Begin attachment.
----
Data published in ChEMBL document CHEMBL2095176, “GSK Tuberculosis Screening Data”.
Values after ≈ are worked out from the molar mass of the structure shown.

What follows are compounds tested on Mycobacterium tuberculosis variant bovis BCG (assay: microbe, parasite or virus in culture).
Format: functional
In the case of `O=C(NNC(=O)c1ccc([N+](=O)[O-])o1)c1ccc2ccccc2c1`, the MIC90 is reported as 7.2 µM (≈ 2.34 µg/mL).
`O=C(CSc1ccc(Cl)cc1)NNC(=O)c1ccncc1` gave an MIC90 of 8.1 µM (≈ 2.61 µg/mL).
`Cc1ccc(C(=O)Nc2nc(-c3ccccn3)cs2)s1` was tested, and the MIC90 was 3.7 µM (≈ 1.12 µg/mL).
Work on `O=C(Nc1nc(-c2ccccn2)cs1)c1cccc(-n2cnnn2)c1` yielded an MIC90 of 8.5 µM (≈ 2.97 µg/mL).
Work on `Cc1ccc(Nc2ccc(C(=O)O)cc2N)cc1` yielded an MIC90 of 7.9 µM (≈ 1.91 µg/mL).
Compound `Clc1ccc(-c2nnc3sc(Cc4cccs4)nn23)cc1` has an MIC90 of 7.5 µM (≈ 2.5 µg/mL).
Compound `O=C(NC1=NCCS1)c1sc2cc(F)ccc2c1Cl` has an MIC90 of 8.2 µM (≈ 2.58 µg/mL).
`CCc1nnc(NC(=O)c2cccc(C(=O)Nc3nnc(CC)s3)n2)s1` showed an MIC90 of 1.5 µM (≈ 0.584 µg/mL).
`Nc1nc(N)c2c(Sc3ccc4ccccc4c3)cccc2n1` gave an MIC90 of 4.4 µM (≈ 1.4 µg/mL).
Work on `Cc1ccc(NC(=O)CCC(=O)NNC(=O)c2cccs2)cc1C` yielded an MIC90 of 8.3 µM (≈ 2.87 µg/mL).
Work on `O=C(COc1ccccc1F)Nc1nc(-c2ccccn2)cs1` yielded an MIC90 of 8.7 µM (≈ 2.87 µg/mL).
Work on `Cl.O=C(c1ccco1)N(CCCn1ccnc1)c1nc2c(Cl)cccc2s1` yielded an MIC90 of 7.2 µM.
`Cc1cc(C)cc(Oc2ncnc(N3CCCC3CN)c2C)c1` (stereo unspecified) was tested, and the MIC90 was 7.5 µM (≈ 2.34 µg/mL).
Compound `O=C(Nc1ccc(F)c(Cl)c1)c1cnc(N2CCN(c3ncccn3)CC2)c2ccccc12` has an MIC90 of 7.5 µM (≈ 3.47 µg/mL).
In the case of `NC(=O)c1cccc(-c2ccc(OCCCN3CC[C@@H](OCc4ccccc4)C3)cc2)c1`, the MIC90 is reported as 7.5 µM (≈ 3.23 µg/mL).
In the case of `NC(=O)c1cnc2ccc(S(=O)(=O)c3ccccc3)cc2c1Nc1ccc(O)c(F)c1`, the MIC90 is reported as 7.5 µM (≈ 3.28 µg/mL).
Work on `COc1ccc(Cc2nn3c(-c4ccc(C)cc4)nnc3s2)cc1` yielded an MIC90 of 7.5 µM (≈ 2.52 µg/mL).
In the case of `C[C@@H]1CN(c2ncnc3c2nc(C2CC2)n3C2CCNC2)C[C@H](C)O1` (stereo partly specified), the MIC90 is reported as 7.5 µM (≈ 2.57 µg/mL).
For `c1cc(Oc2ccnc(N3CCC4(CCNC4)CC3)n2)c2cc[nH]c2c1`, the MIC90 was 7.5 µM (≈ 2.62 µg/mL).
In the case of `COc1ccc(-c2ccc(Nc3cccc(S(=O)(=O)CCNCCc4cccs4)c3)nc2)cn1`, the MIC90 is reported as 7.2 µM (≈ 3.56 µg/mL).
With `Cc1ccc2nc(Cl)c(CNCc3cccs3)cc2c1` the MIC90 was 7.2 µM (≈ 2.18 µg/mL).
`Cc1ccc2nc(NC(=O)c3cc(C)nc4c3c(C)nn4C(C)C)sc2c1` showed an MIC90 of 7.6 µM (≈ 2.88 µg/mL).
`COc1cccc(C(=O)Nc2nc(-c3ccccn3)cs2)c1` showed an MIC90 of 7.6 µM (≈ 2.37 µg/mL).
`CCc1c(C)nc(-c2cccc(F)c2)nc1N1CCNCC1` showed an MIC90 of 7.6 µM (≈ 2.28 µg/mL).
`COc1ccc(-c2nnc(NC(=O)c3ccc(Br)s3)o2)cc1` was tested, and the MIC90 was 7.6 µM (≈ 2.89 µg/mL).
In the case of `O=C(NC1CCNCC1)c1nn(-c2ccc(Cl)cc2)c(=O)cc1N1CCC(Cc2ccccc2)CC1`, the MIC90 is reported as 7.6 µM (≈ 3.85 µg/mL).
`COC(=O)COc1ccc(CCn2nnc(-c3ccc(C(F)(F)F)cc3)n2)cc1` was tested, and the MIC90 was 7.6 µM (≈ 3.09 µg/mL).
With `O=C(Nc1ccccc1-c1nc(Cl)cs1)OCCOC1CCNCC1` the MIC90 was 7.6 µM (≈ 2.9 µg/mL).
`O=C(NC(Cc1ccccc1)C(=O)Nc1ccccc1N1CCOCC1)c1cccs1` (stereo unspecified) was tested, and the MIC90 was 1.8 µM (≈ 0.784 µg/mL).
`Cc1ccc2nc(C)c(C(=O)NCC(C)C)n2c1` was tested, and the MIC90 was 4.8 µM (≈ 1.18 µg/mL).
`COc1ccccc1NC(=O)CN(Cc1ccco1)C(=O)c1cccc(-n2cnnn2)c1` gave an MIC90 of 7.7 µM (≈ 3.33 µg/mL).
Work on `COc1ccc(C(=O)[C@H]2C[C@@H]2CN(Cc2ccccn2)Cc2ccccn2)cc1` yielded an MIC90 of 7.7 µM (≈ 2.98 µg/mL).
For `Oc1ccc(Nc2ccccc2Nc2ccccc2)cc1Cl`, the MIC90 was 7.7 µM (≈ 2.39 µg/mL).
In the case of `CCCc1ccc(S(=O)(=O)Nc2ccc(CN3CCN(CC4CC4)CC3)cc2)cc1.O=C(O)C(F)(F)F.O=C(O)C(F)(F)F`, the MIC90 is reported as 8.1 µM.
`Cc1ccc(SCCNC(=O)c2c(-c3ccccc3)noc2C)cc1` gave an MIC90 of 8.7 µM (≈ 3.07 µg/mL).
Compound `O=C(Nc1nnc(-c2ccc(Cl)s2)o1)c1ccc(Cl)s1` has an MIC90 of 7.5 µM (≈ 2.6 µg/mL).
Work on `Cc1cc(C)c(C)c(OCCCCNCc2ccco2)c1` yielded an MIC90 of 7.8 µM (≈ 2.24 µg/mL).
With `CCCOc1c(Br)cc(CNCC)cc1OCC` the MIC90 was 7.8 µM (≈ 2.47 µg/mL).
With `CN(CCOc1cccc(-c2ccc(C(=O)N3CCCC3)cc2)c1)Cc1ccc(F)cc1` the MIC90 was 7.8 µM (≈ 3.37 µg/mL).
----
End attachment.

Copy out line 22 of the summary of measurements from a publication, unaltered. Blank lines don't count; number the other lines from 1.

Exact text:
In the case of `C[C@@H]1CN(c2ncnc3c2nc(C2CC2)n3C2CCNC2)C[C@H](C)O1` (stereo partly specified), the MIC90 is reported as 7.5 µM (≈ 2.57 µg/mL).